New York, May 7 (Reuters): Attention men! Prefer journalism to wacky story blurbs' Cool martinis to frothy beer' Nearly naked female celebs to fully naked unknowns' Playboy’s new editor James Kaminsky says he has a magazine for you.
After months of nips and tucks to stop the signs of ageing at the 50-year-old publication, founded by sexual revolution icon Hugh Hefner, Playboy is fresh from its makeover.
Kaminsky, 42, said he is ready to showcase a magazine that is similar in substance but different in style — and put some of the clothes back on.
With a new editorial staff, Kaminsky and Playboy magazine are set to recapture the throne that Hefner, now 77, refuses to abdicate. The magazine lost ground on news stands with the arrival in the late 90s of so-called “lad mags” like Maxim, Stuff and FHM.
The new formula' More photos teamed with still strong journalism, more lifestyle, leisure and fashion and more pictorials of celebrities with perhaps a bit more clothes.
“My goal is to take this great editorial package that has worked for 50 years and move it forward for a new generation, without losing the things that have worked so well to date,” Kaminsky said in an interview.
Playboy was founded in 1953 by then 27-year-old Hefner. By combining pictures of beautiful women — Marilyn Monroe was the first nude centrefold — with literary and journalistic pieces Hefner, or just plain “Hef,” made Playboy a household name.
The magazine now has a US circulation of 3.2 million, still the largest in its category, but about half of what it had during its hey day.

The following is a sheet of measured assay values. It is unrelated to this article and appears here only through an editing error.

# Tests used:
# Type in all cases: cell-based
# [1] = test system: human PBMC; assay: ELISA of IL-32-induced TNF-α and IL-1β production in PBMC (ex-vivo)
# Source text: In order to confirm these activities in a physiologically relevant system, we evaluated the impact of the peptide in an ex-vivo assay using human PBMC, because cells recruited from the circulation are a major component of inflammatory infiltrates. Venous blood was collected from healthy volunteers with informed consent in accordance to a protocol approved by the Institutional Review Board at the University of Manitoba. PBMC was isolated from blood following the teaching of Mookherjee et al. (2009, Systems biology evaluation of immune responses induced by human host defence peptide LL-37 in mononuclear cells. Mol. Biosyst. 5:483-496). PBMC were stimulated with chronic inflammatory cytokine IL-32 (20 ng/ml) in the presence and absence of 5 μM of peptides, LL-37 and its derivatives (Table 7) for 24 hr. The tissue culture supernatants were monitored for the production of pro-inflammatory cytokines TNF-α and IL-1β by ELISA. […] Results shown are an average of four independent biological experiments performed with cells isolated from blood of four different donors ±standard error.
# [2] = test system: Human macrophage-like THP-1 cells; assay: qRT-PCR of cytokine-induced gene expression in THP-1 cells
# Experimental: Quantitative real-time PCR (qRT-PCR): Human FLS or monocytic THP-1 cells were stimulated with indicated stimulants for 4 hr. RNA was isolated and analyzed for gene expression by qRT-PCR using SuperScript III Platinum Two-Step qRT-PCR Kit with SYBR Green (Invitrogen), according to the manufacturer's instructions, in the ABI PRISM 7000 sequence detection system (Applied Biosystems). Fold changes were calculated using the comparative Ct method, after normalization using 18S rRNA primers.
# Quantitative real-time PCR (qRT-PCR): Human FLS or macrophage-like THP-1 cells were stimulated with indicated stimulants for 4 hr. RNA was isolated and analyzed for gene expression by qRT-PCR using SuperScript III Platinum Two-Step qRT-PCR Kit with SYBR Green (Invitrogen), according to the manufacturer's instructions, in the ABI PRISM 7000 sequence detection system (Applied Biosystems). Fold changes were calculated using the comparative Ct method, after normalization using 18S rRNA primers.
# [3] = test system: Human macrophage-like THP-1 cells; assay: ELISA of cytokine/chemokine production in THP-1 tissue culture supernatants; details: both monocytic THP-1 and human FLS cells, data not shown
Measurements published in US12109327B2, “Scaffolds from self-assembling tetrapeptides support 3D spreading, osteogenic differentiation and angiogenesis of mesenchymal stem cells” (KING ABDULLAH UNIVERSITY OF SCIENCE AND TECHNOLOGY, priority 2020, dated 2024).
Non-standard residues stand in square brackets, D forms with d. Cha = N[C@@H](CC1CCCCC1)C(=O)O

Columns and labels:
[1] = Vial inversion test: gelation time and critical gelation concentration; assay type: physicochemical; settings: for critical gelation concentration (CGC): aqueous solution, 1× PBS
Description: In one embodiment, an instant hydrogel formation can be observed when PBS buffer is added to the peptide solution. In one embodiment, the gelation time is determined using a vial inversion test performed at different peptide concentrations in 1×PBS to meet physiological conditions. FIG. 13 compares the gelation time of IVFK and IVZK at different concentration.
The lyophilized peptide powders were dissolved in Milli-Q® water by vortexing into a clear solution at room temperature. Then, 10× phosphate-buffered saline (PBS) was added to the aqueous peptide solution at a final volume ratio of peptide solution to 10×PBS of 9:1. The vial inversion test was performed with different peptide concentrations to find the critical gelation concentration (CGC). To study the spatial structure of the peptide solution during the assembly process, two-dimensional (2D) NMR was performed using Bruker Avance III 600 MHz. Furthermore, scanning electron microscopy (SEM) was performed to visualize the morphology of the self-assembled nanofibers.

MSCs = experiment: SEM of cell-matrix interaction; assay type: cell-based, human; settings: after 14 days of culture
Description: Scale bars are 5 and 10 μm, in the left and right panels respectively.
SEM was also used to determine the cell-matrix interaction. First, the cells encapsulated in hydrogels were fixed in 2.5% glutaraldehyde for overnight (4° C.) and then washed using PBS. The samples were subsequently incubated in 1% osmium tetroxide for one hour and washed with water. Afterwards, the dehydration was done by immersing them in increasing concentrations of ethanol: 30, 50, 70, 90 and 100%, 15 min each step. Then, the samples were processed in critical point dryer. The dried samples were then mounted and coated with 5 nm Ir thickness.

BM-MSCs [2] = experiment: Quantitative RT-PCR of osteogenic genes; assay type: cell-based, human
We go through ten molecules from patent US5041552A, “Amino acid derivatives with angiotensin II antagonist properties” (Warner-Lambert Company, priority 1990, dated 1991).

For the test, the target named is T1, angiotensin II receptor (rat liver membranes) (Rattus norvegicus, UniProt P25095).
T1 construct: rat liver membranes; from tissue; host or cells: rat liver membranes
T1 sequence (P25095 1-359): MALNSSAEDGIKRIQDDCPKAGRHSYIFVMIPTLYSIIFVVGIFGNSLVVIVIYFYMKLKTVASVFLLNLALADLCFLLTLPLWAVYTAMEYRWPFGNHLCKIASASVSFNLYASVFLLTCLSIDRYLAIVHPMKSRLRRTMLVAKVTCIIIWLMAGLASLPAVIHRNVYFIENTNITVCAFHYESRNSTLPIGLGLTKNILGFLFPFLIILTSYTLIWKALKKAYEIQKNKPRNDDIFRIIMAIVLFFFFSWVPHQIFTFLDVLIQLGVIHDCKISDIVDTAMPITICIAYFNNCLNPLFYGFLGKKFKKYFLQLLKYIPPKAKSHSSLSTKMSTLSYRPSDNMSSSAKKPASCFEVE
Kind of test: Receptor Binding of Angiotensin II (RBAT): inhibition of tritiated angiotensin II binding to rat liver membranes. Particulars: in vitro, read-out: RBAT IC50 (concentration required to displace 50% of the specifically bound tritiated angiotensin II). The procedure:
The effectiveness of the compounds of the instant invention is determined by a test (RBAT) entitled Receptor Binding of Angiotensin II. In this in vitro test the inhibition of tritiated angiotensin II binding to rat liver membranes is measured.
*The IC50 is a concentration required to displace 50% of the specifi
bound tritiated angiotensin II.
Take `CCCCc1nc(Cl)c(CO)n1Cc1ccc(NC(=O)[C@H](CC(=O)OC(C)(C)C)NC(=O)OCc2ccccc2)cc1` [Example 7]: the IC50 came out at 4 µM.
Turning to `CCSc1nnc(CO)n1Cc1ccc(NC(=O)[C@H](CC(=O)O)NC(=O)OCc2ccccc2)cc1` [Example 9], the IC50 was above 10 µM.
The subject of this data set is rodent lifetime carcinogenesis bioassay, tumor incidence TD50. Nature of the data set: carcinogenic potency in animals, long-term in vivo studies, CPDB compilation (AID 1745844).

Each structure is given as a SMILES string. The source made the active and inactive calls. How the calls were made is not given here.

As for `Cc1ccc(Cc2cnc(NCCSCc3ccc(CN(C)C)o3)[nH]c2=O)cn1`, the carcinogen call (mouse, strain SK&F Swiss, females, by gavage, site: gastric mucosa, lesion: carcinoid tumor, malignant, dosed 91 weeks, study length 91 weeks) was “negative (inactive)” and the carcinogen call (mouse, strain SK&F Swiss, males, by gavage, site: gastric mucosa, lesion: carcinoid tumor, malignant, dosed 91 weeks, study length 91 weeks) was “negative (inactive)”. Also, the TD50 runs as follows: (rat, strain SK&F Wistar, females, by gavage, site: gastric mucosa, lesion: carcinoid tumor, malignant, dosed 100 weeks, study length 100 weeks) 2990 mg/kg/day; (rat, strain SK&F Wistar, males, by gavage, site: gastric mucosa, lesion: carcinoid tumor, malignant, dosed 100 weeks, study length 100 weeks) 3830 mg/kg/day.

With Maxim, FHM and Stuff crowding the news stands and the industry facing the worst advertising slump in recent history, Playboy’s news stand sales suffered and its glossy reputation dulled.
For the first time in 2002, Playboy Enterprises’ TV, movie and video revenue eclipsed publishing, which was hurt by lower magazine sales.
Kaminsky was lured from Maxim in September to replace Arthur Kretchmer, Playboy’s editorial boss for nearly four decades.
But how do you change the magazine without it appearing like it’s in mid-life crisis'
“We need to add new people on the news stand... by making the magazine more visual, making it livelier and relevant,” Kaminsky said. “It’s an evolution, not a revolution. I don’t want to lose those 2.8 million” subscribers to the magazine.
But grabbing the attention in times when generous flesh display is common on supermarket and book store magazine racks may be tough.
Playboy’s pictorials with well-known movie and TV stars in the buff have always been among their best selling issues, but getting A-list actresses, singers and models to appear totally nude has been difficult.